Staff became concerned when months went by without them receiving the funds they required to function efficiently which eventually saw them write to the office of the MEC for Social Development in Gauteng. In the letter, they expressed some of their grievances as the staff of CWSA Kagiso, the issues plaguing the centre and the ripple effect that this was having on the community of Kagiso.
“In spite of non-payment of salaries for the months of May and June, we have been coming to work and attending to our clients wholeheartedly,” reads an extract from the letter.
“The DSD has been receiving monthly statistics as expected. The Children’s Court continues to receive statutory reports from the organisation and is also referring a considerable number of cases to the organisation. We even had to go the extra mile of making internal arrangements of appointing an acting supervis0r to canalise reports before submission to the Children’s Court, in order to keep the organisation running.”
The staffer said they had not received any response from the DSD to this letter or any of the follow-up letters they had written to highlight their plight.
“It would be better if they just let us know that they will close the centre, but officials from the DSD keep coming here and making empty promises,” the staffer said.
The member said staff have accrued debt due to loans they’ve had to take out to cover some of their expenses over the past 10 months. Some have even been blacklisted, he said.
In a statement to Daily Maverick, the department said a monitoring and evaluation financial analysis report found a surplus amount of R596,103.50 that had not been spent on services but seemed to have been transferred to multiple personal accounts.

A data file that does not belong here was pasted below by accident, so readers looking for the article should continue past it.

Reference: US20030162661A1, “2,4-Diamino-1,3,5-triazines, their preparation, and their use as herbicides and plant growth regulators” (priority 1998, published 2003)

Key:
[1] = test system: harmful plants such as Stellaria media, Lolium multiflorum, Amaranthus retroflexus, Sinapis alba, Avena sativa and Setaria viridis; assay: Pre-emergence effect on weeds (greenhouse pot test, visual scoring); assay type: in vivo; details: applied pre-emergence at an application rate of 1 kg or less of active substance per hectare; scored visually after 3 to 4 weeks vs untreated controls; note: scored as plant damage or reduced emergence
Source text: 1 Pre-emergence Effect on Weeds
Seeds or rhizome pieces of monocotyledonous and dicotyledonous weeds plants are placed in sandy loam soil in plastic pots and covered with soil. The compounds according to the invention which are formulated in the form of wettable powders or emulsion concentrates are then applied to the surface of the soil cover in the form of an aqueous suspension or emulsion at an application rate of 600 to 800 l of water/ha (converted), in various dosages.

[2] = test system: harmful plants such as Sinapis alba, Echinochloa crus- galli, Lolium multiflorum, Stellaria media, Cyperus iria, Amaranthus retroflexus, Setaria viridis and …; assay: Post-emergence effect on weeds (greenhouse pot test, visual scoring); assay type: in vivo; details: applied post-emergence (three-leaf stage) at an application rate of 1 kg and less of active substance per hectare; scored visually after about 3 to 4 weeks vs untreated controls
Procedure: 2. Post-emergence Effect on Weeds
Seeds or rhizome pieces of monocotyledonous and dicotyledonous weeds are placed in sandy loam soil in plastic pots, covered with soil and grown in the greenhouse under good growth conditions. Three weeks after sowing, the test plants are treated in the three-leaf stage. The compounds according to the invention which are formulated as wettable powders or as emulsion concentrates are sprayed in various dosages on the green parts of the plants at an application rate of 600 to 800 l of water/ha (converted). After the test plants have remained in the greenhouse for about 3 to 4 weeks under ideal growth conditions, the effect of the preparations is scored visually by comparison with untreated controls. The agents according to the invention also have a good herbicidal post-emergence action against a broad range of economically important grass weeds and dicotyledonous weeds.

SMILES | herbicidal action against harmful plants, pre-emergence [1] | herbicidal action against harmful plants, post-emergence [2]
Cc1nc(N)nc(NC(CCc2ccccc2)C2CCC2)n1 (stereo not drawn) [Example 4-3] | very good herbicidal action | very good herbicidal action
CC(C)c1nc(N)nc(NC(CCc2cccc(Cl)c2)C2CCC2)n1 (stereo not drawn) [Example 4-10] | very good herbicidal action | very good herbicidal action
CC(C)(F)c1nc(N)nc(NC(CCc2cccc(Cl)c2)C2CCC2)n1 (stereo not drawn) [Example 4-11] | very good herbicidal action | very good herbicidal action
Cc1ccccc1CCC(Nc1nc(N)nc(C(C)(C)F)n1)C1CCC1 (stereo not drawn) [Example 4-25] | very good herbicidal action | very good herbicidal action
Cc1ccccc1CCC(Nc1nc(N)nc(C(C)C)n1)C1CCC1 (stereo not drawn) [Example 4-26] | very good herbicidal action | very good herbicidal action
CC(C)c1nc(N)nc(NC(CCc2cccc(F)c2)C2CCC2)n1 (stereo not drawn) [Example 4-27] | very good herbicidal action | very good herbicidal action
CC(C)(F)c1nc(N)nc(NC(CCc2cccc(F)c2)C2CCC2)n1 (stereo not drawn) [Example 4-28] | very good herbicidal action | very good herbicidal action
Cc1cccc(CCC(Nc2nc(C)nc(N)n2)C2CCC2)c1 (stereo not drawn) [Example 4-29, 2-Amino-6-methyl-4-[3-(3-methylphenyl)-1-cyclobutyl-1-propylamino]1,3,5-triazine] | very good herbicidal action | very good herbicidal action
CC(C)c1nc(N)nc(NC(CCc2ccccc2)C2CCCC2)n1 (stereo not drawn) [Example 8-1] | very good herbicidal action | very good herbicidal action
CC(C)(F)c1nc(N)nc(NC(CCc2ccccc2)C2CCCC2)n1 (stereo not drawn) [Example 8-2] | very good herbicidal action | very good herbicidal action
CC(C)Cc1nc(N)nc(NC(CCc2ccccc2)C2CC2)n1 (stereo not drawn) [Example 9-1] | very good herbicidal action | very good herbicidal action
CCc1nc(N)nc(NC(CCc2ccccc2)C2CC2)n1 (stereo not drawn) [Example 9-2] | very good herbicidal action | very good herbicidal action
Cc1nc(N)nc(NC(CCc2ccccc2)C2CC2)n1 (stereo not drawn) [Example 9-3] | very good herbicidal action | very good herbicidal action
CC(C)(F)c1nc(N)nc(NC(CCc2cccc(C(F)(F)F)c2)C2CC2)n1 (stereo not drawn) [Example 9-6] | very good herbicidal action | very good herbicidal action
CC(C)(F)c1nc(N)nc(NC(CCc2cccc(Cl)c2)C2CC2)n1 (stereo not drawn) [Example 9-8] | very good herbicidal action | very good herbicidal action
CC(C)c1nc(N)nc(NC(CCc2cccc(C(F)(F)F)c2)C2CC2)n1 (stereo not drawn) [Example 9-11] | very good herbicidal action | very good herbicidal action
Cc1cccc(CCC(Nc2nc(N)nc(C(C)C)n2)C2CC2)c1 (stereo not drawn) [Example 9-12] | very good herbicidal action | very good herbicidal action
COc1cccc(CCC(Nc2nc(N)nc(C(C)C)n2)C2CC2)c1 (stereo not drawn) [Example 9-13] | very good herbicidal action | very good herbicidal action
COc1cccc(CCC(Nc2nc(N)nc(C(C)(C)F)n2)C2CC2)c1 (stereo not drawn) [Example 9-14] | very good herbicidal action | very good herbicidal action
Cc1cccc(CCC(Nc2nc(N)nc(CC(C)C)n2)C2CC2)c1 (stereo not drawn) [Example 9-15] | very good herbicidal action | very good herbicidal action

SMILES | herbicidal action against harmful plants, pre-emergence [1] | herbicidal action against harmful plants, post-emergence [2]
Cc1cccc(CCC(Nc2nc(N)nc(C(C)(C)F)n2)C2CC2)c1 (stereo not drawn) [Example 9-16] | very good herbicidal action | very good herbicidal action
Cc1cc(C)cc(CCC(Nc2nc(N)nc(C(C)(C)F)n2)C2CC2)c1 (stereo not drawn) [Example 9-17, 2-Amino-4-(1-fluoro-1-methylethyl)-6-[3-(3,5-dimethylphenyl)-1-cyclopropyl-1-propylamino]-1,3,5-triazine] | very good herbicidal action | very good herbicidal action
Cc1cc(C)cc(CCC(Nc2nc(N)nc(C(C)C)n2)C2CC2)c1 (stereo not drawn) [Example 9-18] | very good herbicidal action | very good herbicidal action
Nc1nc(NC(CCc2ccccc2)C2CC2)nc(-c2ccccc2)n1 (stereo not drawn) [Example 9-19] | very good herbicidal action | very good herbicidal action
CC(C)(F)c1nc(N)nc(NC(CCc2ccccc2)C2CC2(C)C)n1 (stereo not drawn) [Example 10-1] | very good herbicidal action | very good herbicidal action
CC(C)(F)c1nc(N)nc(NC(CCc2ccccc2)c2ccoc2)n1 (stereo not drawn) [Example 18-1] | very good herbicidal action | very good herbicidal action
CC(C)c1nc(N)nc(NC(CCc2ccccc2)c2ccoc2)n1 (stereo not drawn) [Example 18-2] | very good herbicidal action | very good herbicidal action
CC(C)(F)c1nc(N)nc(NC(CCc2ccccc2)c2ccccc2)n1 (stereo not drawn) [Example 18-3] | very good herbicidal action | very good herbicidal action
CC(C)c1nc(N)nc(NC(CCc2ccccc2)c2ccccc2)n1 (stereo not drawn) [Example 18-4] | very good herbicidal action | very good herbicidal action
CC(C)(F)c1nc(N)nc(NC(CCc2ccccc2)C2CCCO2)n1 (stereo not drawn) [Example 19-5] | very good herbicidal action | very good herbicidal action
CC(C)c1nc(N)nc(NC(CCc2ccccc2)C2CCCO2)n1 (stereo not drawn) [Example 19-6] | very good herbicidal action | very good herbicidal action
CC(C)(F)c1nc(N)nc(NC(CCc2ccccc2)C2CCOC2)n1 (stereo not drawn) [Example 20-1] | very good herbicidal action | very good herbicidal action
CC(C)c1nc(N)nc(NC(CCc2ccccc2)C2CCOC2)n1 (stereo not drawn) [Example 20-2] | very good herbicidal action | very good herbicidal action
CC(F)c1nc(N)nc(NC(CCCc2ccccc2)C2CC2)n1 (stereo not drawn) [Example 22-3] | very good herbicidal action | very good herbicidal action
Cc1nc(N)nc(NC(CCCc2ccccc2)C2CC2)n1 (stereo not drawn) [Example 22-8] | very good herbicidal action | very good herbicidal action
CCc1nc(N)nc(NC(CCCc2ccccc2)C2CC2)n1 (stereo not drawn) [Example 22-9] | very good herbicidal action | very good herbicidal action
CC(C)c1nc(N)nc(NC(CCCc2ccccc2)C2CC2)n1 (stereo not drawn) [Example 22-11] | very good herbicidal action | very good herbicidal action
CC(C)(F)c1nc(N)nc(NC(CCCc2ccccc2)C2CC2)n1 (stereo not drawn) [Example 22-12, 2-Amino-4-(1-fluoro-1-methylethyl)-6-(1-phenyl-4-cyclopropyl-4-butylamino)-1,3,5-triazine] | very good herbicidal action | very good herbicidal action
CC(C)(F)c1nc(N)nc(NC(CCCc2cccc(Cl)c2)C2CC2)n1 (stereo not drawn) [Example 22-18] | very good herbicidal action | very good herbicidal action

“To date, the region is still battling to get those funds transferred (back)…,” the statement read.
It said the Children’s Court had refused to take reports from the organisation “as their work was said to be of substandard”.
The department said a new board had been constituted in 2018 and new service level agreements were being drawn up and would be implemented once all outstanding documents were submitted and verified and the surplus money recouped.
The statement indicated that new funding would be made available only when the department was satisfied that the organisation had repaid the surplus money and improved its services.
Pogiso Mokhine, chairperson of the new board of CWSA Kagiso, when asked to comment on the challenges of running the centre despite not having funds to do so efficiently, said the organisation’s service was greatly affected in that staff were unable to do community visits and intervene in social issues.
“The fact that staff have not been paid has created serious despondency,” said Mokhine.
“Progress has been made to address all these challenges with DSD. Funding for the new financial year will be finalised once the panel of DSD has agreed on the budget. The payment plan and an action plan have been submitted to DSD and we are just waiting for the department to authorise this payment plan and staff will be paid,” he concluded.
Asked to comment on Seodigeng and McAdam’s assertions, Mokhine responded: “The person best suited to answer questions about Dominica is Angelique McAdam. They were friends.”
The centre originally employed 12 staff members, ranging from social workers and auxiliary social workers to administrative assistants and general workers. Since the funding issue arose, four staff members have left.
When asked why those that remain had decided to continue working despite the financial difficulties they face, another staff member, who asked to remain anonymous, said:
“We have to assist the community. There is no organisation in Kagiso that offers our services. We have also been hopeful that the DSD would resolve the situation, that’s why we’ve stayed. There are also no jobs out there.”
Asked to comment, Thulisile Nhlapho, spokesperson for national social development minister Susan Shabangu, told Daily Maverick that “provincial departments are independent”.
“National does not get involved in their affairs. Provincial governments identify organisations which they would like to work with and offer them contracts for their services. All we do as national DSD is register them.” DM